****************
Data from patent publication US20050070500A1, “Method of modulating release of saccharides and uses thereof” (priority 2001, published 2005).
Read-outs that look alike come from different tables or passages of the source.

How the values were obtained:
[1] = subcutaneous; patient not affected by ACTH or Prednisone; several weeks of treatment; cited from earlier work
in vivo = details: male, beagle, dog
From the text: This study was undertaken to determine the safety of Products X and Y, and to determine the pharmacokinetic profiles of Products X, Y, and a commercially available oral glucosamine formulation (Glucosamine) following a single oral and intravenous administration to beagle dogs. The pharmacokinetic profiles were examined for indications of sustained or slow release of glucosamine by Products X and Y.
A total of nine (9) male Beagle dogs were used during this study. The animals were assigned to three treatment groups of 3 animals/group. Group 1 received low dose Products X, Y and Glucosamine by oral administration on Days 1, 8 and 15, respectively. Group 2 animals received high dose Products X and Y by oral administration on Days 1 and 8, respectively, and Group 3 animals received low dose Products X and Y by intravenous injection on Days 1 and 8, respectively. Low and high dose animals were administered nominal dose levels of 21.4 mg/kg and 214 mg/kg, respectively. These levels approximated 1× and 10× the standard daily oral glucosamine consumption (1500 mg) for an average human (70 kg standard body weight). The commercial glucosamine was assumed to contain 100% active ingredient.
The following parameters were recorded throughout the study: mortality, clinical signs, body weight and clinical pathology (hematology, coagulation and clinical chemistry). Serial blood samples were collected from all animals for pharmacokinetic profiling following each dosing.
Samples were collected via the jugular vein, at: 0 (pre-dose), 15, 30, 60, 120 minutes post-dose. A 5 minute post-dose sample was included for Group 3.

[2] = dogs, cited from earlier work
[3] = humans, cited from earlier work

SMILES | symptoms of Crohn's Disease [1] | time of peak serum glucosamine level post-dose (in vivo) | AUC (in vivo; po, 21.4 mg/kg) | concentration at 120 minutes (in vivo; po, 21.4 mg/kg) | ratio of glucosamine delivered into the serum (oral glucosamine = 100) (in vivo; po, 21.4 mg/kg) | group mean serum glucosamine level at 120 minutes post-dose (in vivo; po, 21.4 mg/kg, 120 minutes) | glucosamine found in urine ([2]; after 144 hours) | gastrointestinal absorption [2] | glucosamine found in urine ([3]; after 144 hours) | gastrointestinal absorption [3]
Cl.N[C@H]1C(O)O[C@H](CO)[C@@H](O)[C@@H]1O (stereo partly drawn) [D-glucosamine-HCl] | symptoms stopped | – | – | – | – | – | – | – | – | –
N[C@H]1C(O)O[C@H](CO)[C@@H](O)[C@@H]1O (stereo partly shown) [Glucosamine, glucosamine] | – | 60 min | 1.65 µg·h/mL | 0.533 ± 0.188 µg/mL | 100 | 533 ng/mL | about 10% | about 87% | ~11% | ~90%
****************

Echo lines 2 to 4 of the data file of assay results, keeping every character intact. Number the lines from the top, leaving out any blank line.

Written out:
Read-outs that look alike come from different tables or passages of the source.

How the values were obtained:
[1] = subcutaneous; patient not affected by ACTH or Prednisone; several weeks of treatment; cited from earlier work